good god man you don't "Grind" a chisel !
ooooooh the humanity. Where did you start ? You have excelled to making
"Mortises" etc.... and you don't know how to shapen a chisel? Me thinks you
are trolling and need to change your bait
It is common to "grind" chisels. When honing no longer produces an
acceptable edge grinding is called for. I use a Baldor slow speed grinder
with a 120 grit wheel...usually at a 25 degree angle. After putting a
hollow grind on the tip, I then hone at the angle produced by the tip and
the heel. The advantage of grinding in this manner is that you don't need
to hone the entire bevel....just the tip and heel. Therefore, honing goes
much faster. Over time, the hollow grind will be removed by honing. When
you no longer have that hollow grind...regrind the chisel.
Not that I disagree but I've never taken a chisel to a grinding wheel
never.Every one of mine are hand rubbed with a flat bastard and then stroped
across a whet stone and fine emery cloth or water paper producing excellent
I would be afraid of the grind stone for two reasons first been,if you take
metal away,there's no putting it back and second if the grinding wheel is
used for other purposes and isn't dressed properly ie' small nicks and
uneveness it could cause other complications and as well may heat up and
change the hardness composition or temper of the edge which would fail. This
would lead me back to hand dressing the chisel.There's an interesting
article in januarys popular woodworking magazine by Nick Engler called Very
Scary Sharp. He's designed a honing guide complete with plans, it's a worth
while venture for precision sharpening
For me It's a labour of love. It's the way I was educated.
On Thu, 01 Jan 2004 22:22:30 -0330, Dan Parrell wrote:
I understand and I have the article. I was pointing out that the link I
gave is the same one as is referrenced in Nick's article. Nick's honing
jig is a value add to scary sharp as well as his mention of the
alternatives to glass.
It doesn't matter what tool you use, when you are shaping the bevel, you are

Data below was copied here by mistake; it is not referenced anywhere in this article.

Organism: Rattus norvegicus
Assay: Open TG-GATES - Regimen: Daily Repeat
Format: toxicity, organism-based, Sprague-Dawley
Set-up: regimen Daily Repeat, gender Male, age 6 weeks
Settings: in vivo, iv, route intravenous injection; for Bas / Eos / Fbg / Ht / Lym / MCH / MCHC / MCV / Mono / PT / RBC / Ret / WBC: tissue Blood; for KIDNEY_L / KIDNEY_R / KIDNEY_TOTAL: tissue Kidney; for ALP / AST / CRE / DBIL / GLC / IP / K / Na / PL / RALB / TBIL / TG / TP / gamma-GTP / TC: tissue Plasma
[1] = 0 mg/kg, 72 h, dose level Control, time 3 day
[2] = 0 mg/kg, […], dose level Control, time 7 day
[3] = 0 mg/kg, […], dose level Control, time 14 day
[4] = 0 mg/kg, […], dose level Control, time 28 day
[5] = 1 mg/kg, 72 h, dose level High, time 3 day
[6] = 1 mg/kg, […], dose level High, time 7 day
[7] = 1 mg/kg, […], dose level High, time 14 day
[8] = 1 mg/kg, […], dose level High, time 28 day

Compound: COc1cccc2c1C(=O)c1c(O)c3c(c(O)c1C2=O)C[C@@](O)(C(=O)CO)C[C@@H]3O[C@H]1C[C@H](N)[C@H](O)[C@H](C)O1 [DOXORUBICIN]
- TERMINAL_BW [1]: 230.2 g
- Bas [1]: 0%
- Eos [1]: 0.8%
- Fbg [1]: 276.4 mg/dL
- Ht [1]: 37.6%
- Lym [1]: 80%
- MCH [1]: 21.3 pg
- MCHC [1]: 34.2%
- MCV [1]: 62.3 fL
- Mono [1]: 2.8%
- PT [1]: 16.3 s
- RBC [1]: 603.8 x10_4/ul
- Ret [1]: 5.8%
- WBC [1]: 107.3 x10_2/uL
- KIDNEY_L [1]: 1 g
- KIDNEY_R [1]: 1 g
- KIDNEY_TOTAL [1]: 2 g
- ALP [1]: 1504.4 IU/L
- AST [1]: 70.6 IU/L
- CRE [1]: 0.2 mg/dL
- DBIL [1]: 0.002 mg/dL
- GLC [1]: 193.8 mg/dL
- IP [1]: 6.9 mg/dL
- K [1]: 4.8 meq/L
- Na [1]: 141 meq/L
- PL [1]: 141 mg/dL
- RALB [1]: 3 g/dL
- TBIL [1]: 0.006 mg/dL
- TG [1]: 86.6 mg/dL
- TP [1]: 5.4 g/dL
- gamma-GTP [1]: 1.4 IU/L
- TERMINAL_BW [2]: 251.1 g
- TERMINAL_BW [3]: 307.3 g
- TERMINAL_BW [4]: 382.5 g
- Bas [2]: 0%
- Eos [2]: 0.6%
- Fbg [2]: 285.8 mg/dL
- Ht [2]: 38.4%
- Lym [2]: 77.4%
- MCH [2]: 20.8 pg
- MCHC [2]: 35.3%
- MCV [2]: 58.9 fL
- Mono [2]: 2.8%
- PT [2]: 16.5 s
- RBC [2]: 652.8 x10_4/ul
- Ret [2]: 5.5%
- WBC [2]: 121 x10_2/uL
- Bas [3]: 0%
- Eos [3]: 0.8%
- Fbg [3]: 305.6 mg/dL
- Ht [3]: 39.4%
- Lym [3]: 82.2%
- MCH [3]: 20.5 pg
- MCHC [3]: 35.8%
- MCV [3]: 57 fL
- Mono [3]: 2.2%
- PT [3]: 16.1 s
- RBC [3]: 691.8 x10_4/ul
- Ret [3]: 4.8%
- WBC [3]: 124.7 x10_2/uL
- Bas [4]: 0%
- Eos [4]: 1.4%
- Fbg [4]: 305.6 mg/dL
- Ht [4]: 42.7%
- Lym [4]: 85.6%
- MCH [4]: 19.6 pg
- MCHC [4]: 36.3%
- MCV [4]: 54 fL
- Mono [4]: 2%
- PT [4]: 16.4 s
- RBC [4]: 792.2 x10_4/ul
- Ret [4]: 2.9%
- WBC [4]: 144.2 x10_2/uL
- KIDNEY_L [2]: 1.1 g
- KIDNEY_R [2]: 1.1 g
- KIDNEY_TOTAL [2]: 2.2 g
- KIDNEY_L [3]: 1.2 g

grinding. Grinding is merely the action of removing material through
friction. Me, I use a Tormek water wheel and leather wheel. I flatten the
backs on waterstones, but I find the Tormek much faster and more accurate
than the waterstones for doing the bevels.
OBTW, honing and polishing are also grinding. Just much finer forms.
Uh. OK. I got my definition from a dictionary (several, in fact). AFAIK,
wet stones, oil stones, leather strops and wheels with honing compound,
grinding wheels, sandpaper and any other sharpening media mentioned here all
have particles with arbitrary orientation. Even the file, while not truly
arbitrary, is not so precise that it could not be considered arbirary in
use. Beyond that, your definition is merely a refinement of the dictionary
On Sun, 04 Jan 2004 05:56:20 GMT, "Eric Lund"
Bad move. Dictionaries are handy for spellings and The Only Real
Dictionary is useful for historical etymology, but even the Oxford
falls apart when it comes to definitions of technical terms.
And Webster's isn't even a dictionary, it's a political tract for
ICBW but I was under the impression that much of the spelling differences
between Us English and British English occurred after the 1780s. And it
the British that changed their spelling.
i.e. "color" is the origional spelling of the word
And still, there's nothing in the extended definition that can't get back to
the basic dictionary definition, of which Webster's was not among those
selected. Furthermore, I believe the basic contention I replied to was that
you do not grind a chisel. I would contend that using a wet stone is as
much grinding as using a motor mounted "grinding" stone.
The two definitions were:
1. "Grinding is merely the action of removing material through friction."
2. "Not at all. Grinding is removing material in (small) chips with
"geometrically undefined tools", since the edges of the grinding
particles have an arbitrary orientation."
I include the not at all, because I dispute that point. I would agree with
more specifically, but I certainly do not agree with not at all. Both
definitions begin essentially the same. Small chips is only slightly more
specific, and, by the reasonable man legal precept, be implied in the
original definition. Now, I know we use the reasonable man thing here in
the backwoods of the colonies. Since most American states base their law on
British law, I presume that you might have some familiarity with that
concept. The geometrically undefined tools is another way of saying that no
specific tool is defined here for the purpose, and so says exactly NOTHING.
The edges of the grinding particles having an arbitrary orientation
indicates clearly that on some scale, friction will apply, since the
particles will clearly not apply a refined shearing force. I'm not sure I'm
making that final point as generally as I should, but I think you get the
Since we are talking about woodworking tool, I would contend that the
simpler definition is certainly adequate.
: The edges of the grinding particles having an arbitrary orientation
: indicates clearly that on some scale, friction will apply, since the
: particles will clearly not apply a refined shearing force.
I have an old Scientific American article saying that there are two kinds of
Some particles are so shaped that they act as cutting tools and form
shavings (of a kind).
Others have a ploughing action.
Jeff Gorman, West Yorkshire, UK
Email address is username@ISP
username is amgron
ISP is clara.co.uk
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